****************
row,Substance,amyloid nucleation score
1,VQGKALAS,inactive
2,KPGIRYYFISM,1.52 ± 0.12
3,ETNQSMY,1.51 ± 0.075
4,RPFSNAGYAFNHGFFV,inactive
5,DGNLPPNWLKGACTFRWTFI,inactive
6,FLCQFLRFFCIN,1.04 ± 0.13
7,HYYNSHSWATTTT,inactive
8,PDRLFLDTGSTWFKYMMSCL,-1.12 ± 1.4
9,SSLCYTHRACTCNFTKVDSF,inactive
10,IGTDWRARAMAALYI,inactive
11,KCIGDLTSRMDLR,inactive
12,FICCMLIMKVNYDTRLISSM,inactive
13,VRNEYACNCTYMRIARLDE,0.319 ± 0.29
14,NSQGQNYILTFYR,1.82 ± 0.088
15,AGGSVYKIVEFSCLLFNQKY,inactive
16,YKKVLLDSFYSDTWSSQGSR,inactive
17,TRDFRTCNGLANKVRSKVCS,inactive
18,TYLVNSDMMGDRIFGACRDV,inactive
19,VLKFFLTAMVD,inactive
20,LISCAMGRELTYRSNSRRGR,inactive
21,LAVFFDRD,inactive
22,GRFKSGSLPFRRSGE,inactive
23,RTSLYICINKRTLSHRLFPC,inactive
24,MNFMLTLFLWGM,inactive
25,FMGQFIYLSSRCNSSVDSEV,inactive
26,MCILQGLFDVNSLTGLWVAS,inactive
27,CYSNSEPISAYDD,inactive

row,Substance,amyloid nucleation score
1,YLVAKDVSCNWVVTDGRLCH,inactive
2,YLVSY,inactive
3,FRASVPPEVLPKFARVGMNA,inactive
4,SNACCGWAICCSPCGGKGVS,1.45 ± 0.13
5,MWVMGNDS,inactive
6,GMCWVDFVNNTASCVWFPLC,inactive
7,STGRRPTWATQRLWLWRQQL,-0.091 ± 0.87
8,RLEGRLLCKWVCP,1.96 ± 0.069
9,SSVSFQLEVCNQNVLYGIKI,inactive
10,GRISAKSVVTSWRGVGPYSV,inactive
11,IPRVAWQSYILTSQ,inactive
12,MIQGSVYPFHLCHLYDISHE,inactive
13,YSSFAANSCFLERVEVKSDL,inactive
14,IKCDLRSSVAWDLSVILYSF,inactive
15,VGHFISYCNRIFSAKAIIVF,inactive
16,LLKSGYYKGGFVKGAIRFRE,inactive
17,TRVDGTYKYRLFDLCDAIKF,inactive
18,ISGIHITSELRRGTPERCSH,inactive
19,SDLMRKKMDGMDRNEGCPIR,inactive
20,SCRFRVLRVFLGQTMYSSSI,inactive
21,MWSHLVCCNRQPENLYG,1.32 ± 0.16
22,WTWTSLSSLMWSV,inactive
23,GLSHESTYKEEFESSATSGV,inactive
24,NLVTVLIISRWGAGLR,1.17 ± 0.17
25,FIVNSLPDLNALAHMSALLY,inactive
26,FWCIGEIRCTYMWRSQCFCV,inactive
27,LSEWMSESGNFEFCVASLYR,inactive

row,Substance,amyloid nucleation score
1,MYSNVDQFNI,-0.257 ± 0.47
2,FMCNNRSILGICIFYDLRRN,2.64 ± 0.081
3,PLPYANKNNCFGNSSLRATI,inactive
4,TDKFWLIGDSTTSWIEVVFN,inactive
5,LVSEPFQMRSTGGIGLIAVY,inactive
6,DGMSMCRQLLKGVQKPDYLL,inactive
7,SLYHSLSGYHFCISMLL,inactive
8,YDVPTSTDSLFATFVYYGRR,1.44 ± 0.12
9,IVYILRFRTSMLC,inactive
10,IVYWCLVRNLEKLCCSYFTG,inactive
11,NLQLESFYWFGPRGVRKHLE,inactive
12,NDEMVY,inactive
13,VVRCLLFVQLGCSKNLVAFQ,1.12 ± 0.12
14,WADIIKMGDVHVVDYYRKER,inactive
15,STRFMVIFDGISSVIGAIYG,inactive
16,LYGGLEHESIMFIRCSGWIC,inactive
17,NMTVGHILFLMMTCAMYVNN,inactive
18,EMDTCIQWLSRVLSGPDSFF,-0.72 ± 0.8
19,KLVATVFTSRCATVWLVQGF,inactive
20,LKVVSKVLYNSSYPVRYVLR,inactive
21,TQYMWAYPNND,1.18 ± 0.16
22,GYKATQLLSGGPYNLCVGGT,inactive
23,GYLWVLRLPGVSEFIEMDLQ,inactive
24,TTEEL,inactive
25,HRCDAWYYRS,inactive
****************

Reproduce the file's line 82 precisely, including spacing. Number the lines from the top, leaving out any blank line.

25,HRCDAWYYRS,inactive